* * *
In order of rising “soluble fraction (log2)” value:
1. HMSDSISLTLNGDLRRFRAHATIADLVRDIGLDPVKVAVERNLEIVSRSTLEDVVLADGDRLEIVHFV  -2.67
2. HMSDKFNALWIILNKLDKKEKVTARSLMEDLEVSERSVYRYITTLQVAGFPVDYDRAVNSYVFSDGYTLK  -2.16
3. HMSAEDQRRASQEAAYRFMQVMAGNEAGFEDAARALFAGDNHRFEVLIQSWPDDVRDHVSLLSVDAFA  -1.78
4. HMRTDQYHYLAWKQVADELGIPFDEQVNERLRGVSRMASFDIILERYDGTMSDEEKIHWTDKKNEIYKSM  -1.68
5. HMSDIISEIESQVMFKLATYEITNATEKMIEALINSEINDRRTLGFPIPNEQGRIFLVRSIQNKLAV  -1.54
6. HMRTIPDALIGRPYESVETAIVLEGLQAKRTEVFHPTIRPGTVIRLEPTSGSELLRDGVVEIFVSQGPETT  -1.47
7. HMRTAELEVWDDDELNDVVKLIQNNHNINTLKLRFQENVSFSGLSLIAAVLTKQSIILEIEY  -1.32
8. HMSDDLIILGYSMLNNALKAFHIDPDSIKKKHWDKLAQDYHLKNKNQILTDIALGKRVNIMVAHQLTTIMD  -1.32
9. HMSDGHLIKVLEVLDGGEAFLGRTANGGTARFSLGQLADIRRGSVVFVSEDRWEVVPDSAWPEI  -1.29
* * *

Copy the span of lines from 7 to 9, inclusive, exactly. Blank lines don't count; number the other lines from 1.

6. HMRTIPDALIGRPYESVETAIVLEGLQAKRTEVFHPTIRPGTVIRLEPTSGSELLRDGVVEIFVSQGPETT  -1.47
7. HMRTAELEVWDDDELNDVVKLIQNNHNINTLKLRFQENVSFSGLSLIAAVLTKQSIILEIEY  -1.32
8. HMSDDLIILGYSMLNNALKAFHIDPDSIKKKHWDKLAQDYHLKNKNQILTDIALGKRVNIMVAHQLTTIMD  -1.32